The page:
Though he’s only 23 years old, blues pianist Chase Garrett is no novice to life as a professional performer. This year he’ll be re-joining the Centrum faculty at the Port Townsend Acoustic Blues Festival. While he was abroad in London, we took a few minutes to catch up with him about filling in for blues legend, Ann Rabson, The Big Piano at FAO Schwartz, and playing happy.
Centrum: You’ve been playing from such a young age, but is teaching a newer medium for you?
Chase Garrett: Teaching is relatively new to me, but I really enjoy it. I’ve had a few young students in the past and I currently have a young man I teach in Cincinnati, OH. I wouldn’t necessarily call him a student as I don’t give him consistent lessons, but I’ve known him for the past few years and every time I see him I try to teach him something and he always seems eager to learn. Teaching blues piano at Centrum last August was the first time I had really been exposed to a traditional classroom approach. I think it’s such a great idea and really gives people the opportunity to learn and literally play off of each other. I never was aware of such an opportunity when I started to really take up a passion for the blues piano and had to only rely on cd’s and records. If I had known there was a place I could go where I could learn from people who play the music, I would have done anything to be there.
C: Can you talk a bit about the teaching process and how that relates to/differs from your role as a performer?
CG: I think teaching is a way for me to express myself and experience the creative and imaginative process of others in a way that allows us to enjoy the music together while sharing our thoughts and ideas, rather than me being on stage telling you how I feel, but not being able to hear any musical response from the audience. I guess I’d say it’s a different type of enjoyment. It brings me a lot of joy to see someone really getting into the music they love both on stage and in the classroom.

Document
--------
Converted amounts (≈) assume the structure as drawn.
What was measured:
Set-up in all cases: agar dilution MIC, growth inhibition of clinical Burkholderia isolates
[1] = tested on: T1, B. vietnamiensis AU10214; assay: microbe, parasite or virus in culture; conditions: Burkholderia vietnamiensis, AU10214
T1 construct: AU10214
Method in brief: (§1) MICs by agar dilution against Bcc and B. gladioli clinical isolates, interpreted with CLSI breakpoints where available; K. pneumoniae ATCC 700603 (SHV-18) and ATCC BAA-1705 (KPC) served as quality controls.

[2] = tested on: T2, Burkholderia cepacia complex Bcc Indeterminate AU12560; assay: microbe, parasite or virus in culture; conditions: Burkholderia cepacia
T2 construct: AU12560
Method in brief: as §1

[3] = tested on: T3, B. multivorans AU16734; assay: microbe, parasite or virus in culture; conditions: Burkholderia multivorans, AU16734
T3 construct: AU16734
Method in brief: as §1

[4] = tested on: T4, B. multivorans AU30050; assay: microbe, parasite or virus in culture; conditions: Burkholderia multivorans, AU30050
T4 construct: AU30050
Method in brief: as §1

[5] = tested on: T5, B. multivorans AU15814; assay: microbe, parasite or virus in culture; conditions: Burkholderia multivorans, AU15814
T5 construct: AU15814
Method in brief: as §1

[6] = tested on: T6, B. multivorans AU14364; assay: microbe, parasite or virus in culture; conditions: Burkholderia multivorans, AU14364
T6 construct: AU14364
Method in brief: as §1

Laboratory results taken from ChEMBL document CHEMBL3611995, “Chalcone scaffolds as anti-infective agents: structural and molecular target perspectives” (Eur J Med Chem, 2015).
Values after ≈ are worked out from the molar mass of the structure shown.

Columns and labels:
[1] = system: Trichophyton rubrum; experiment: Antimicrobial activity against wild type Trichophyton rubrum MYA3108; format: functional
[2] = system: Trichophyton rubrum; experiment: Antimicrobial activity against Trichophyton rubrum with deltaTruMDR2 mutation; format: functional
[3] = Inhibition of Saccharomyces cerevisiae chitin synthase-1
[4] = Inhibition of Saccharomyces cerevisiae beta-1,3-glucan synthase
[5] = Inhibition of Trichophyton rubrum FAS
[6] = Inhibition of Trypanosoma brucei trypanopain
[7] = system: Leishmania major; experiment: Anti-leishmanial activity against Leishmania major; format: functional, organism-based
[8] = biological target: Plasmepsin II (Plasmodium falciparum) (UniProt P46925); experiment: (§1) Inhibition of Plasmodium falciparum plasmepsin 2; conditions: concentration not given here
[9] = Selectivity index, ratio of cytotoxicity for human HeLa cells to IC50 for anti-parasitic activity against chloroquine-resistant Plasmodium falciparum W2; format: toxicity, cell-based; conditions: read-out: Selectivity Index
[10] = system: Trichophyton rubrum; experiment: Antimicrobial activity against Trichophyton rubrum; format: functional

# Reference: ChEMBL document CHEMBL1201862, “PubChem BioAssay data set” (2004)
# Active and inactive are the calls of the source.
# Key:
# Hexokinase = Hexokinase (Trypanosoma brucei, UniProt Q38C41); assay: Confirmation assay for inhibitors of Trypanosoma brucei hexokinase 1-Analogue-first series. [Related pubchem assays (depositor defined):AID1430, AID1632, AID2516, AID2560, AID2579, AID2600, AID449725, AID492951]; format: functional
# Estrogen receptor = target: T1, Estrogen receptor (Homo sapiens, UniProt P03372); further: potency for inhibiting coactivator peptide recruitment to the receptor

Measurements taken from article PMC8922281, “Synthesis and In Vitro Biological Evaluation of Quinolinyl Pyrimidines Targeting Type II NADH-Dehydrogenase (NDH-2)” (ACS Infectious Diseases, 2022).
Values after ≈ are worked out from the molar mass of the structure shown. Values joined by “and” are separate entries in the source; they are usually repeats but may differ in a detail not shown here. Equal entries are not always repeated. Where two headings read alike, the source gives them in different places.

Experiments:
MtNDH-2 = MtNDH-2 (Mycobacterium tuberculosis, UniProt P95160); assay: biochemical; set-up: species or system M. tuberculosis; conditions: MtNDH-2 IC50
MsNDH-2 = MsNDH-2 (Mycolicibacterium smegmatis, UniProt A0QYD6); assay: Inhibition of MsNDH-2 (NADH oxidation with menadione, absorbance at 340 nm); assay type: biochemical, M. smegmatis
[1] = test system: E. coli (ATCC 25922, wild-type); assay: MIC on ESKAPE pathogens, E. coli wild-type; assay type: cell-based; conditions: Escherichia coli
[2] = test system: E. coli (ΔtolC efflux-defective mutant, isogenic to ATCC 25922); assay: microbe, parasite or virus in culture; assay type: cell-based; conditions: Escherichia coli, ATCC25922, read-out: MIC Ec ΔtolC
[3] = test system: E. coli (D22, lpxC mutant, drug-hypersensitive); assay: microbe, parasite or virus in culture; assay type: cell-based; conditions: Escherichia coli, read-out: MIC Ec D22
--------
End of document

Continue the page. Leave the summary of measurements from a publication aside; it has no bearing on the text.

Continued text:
C: You’ve accomplished so much professionally in your youth. Has your relatively young age posed a challenge for you as a performer/collaborator?
CG: I appreciate the compliments. I would say that now being 23 it’s a bit easier for people to take me seriously as a pianist vs. when I was 16 or 17 just getting exposed to music festivals and other blues and boogie woogie musicians. I have to admit though I was a bit nervous last year when I walked into the Centrum classroom for the first day of class. As I was walking across campus it dawned on me that everyone who was originally expecting a piano blues veteran to be their teacher was now reliant on a 22 year old from Iowa– haha. I love Ann [Rabson] and felt bad that she couldn’t make it, but at the same time I kind of had to look at the situation as a way to prove myself as a pianist, performer and academic of the music I was teaching. And being asked back again has shown be that I must have done something right. I really try not to let age be a factor when it comes to piano because no matter if you’re 2 or 102, everyone loves music and music will always be relatable. Everyone gets the blues now and again.
C: What projects are you working on right now? What are you doing in London?